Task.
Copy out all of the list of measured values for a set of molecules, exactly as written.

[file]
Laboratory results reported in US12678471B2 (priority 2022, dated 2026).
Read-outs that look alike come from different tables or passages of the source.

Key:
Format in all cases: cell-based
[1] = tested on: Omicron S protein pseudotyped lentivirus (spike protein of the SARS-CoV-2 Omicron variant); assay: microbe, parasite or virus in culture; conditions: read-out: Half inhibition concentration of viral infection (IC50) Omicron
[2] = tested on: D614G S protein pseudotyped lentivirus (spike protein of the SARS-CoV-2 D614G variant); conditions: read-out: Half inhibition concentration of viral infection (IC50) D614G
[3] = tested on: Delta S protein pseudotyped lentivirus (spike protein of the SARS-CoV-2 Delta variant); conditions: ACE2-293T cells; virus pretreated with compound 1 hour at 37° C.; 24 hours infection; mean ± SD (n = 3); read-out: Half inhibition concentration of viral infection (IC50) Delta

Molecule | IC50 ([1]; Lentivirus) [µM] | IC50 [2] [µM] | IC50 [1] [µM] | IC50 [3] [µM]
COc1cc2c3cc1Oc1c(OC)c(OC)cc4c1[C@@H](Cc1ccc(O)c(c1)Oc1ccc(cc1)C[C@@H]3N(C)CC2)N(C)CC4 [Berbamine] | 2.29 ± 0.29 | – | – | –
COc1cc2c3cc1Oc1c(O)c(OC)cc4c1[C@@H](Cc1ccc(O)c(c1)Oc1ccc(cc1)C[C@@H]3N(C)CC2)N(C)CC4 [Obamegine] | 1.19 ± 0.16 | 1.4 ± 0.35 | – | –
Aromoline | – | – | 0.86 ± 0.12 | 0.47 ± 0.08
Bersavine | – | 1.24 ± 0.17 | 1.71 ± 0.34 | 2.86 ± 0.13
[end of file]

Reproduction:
Laboratory results reported in US12678471B2 (priority 2022, dated 2026).
Read-outs that look alike come from different tables or passages of the source.

Key:
Format in all cases: cell-based
[1] = tested on: Omicron S protein pseudotyped lentivirus (spike protein of the SARS-CoV-2 Omicron variant); assay: microbe, parasite or virus in culture; conditions: read-out: Half inhibition concentration of viral infection (IC50) Omicron
[2] = tested on: D614G S protein pseudotyped lentivirus (spike protein of the SARS-CoV-2 D614G variant); conditions: read-out: Half inhibition concentration of viral infection (IC50) D614G
[3] = tested on: Delta S protein pseudotyped lentivirus (spike protein of the SARS-CoV-2 Delta variant); conditions: ACE2-293T cells; virus pretreated with compound 1 hour at 37° C.; 24 hours infection; mean ± SD (n = 3); read-out: Half inhibition concentration of viral infection (IC50) Delta

Molecule | IC50 ([1]; Lentivirus) [µM] | IC50 [2] [µM] | IC50 [1] [µM] | IC50 [3] [µM]
COc1cc2c3cc1Oc1c(OC)c(OC)cc4c1[C@@H](Cc1ccc(O)c(c1)Oc1ccc(cc1)C[C@@H]3N(C)CC2)N(C)CC4 [Berbamine] | 2.29 ± 0.29 | – | – | –
COc1cc2c3cc1Oc1c(O)c(OC)cc4c1[C@@H](Cc1ccc(O)c(c1)Oc1ccc(cc1)C[C@@H]3N(C)CC2)N(C)CC4 [Obamegine] | 1.19 ± 0.16 | 1.4 ± 0.35 | – | –
Aromoline | – | – | 0.86 ± 0.12 | 0.47 ± 0.08
Bersavine | – | 1.24 ± 0.17 | 1.71 ± 0.34 | 2.86 ± 0.13